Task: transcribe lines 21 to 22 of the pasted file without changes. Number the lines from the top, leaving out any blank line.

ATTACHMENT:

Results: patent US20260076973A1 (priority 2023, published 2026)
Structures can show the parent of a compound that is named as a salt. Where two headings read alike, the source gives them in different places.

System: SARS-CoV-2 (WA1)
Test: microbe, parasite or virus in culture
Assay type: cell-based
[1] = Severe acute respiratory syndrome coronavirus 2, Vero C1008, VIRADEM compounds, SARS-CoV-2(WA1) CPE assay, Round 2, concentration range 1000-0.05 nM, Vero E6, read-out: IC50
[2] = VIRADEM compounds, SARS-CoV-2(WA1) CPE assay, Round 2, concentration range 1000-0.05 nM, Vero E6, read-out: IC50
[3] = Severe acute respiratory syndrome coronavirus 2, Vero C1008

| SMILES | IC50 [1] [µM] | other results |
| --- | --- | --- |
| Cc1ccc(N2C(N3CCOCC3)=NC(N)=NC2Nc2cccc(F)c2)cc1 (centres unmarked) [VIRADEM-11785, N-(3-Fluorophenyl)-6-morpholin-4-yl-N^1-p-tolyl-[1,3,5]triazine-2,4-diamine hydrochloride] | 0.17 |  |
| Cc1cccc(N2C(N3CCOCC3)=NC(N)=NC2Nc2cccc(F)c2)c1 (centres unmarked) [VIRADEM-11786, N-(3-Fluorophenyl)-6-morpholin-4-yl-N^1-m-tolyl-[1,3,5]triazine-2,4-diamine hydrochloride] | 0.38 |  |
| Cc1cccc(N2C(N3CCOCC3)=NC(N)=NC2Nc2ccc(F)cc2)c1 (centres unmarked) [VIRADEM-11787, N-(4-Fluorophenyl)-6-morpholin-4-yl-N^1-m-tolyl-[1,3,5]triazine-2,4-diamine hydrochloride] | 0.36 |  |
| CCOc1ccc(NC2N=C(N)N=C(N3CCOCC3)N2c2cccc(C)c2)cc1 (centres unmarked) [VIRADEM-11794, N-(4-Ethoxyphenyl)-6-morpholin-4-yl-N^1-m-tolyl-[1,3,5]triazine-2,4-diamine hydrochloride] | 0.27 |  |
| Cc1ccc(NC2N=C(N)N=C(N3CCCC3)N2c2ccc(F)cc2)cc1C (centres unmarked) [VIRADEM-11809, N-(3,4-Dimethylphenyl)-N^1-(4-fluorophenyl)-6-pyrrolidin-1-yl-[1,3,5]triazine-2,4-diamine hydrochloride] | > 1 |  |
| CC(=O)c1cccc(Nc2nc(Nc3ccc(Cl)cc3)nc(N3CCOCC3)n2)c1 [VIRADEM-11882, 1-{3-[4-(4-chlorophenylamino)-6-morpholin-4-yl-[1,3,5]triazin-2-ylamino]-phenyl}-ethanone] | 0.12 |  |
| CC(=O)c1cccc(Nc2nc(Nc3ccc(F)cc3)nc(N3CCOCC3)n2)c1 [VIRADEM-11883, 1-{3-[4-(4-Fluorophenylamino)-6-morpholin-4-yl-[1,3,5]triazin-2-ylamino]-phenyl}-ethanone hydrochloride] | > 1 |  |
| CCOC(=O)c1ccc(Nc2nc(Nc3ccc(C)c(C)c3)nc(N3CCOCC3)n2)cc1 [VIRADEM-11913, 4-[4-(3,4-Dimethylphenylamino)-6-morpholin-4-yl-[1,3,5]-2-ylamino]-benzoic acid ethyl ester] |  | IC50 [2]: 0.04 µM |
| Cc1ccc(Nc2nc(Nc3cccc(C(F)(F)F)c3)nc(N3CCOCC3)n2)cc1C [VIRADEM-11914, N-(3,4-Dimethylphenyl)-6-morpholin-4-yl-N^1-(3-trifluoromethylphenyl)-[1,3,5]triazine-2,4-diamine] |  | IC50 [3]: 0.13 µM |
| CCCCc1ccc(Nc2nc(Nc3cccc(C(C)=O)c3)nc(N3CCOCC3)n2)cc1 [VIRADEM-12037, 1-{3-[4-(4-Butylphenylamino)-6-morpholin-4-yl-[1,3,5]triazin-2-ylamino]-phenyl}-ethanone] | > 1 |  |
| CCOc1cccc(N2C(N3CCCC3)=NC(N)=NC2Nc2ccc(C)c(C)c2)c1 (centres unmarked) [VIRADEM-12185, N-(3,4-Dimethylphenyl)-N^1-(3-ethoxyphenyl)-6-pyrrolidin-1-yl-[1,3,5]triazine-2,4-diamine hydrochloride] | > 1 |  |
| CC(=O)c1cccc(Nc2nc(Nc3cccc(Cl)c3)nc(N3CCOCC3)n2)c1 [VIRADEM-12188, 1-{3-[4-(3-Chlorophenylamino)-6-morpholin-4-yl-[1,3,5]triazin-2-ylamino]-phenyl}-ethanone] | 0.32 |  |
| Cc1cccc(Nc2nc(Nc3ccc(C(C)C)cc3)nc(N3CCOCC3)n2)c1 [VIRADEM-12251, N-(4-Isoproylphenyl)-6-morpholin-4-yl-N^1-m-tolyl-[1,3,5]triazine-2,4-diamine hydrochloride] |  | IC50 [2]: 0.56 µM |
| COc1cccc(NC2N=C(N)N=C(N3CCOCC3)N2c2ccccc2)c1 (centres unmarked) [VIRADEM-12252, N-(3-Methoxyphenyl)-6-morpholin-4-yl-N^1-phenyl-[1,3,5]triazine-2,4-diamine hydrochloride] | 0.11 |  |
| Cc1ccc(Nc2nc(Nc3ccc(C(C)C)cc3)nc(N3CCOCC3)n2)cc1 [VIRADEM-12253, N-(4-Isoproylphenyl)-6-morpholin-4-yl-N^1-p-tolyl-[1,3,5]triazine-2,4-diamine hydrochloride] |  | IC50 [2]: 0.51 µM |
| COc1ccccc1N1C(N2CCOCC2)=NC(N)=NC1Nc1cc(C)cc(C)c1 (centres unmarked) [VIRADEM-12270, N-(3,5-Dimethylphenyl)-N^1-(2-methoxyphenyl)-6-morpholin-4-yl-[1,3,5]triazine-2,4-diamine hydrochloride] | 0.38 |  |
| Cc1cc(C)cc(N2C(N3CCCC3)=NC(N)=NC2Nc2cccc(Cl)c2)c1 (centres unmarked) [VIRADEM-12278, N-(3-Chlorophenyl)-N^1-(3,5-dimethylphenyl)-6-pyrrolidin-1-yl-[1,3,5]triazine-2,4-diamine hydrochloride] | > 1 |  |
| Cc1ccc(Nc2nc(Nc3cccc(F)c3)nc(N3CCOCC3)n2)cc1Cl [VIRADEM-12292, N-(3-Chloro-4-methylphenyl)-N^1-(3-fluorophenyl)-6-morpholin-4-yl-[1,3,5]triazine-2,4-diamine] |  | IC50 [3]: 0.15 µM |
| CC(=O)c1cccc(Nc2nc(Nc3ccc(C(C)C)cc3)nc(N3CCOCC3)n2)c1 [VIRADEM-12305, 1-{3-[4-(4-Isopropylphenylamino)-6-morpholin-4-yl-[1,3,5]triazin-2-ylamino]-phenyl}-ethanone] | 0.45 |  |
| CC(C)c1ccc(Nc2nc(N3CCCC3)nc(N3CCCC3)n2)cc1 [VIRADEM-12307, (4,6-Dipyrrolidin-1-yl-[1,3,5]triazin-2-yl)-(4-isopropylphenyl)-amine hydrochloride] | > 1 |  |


| CCOc1cccc(N2C(N3CCCC3)=NC(N)=NC2Nc2ccc(C)c(C)c2)c1 (centres unmarked) [VIRADEM-12185, N-(3,4-Dimethylphenyl)-N^1-(3-ethoxyphenyl)-6-pyrrolidin-1-yl-[1,3,5]triazine-2,4-diamine hydrochloride] | > 1 |  |
| CC(=O)c1cccc(Nc2nc(Nc3cccc(Cl)c3)nc(N3CCOCC3)n2)c1 [VIRADEM-12188, 1-{3-[4-(3-Chlorophenylamino)-6-morpholin-4-yl-[1,3,5]triazin-2-ylamino]-phenyl}-ethanone] | 0.32 |  |